Economist Edward L. Glaeser penned a guest blog for the New York Times about green city living. He points out that people who want a much smaller carbon footprint should live in high-density cities, where travel is less necessary and living quarters are more confined.
In almost every metropolitan area, we found the central city residents emitted less carbon than the suburban counterparts. In New York and San Francisco, the average urban family emits more than two tons less carbon annually because it drives less. In Nashville, the city-suburb carbon gap due to driving is more than three tons. After all, density is the defining characteristic of cities. All that closeness means that people need to travel shorter distances, and that shows up clearly in the data.
While public transportation certainly uses much less energy, per rider, than driving, large carbon reductions are possible without any switch to buses or rails. Higher-density suburban areas, which are still entirely car-dependent, still involve a lot less travel than the really sprawling places. This fact offers some hope for greens eager to reduce carbon emissions, since it is a lot easier to imagine Americans driving shorter distances than giving up their cars.
Glaeser refers both in that piece and in a piece her wrote for the City Journal recently to an amusing (but true) parable about the environment:
On a pleasant April day in 1844, Henry David Thoreau--the patron saint of American environmentalism--went for a walk along the Concord River in Massachusetts. With a friend, he built a fire in a pine stump near Fair Haven Pond, apparently to cook a chowder. Unfortunately, there hadn't been much rain lately, the fire soon spread to the surrounding grass, and in the end, over 300 acres of prime woodland burned. Thoreau steadily denied any wrongdoing. "I have set fire to the forest, but I have done no wrong therein, and now it is as if the lightning had done it," he later wrote. The other residents of Concord were less forgiving, taking a reasonably dim view of even inadvertent arson. "It is to be hoped that this unfortunate result of sheer carelessness, will be borne in mind by those who may visit the woods in future for recreation," the Concord Freeman opined.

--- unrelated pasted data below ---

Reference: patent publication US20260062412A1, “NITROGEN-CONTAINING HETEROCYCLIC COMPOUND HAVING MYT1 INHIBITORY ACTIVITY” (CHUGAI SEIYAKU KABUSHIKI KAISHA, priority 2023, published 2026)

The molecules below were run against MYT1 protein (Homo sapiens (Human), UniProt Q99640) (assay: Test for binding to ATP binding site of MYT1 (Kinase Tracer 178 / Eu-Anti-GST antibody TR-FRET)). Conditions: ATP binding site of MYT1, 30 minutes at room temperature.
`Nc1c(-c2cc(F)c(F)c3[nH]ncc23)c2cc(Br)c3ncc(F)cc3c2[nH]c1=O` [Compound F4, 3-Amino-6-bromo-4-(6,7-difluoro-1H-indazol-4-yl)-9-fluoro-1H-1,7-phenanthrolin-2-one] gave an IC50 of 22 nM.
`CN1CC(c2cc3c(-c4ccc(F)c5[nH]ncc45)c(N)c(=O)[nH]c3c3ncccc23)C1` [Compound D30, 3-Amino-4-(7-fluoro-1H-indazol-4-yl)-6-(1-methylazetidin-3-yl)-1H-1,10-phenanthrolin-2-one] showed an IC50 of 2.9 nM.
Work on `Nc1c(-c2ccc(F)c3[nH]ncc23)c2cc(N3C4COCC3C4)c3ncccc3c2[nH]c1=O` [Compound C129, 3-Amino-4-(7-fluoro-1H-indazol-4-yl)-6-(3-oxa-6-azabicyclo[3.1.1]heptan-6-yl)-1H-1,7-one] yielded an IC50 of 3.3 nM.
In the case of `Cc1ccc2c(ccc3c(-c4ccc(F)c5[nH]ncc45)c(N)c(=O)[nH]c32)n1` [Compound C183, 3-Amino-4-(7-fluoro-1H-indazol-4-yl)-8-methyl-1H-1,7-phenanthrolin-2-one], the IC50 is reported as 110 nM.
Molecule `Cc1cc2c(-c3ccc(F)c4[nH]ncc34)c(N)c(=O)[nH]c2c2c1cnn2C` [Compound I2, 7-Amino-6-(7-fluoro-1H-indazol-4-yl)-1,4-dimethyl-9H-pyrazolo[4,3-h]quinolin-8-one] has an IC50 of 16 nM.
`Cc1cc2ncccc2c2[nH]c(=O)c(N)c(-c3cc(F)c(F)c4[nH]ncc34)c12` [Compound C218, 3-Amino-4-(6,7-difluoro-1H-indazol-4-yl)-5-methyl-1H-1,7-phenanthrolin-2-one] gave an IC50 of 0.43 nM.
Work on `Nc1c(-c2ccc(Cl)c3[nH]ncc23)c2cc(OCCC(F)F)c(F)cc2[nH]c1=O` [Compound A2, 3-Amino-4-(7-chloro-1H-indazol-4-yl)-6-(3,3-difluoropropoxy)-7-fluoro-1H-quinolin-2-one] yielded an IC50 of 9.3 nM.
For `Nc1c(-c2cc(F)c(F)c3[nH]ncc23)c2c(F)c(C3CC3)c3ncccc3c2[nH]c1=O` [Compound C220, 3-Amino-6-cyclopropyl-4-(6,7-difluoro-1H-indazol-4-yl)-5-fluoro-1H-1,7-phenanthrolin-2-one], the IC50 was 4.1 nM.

Thoreau's accident illustrates a point that is both paradoxical and generally true: if you want to be good to the environment, stay away from it.
Freak chowder-related accidents aside, Glaeser's research for the City Journal piece demonstrates that city living can require a fraction of the energy that suburban living does -- and that temperate cities require less energy than hot cities. Sort of startling, though, is that Los Angeles, a city famous for its driving culture, falls into the lowest-emitting group.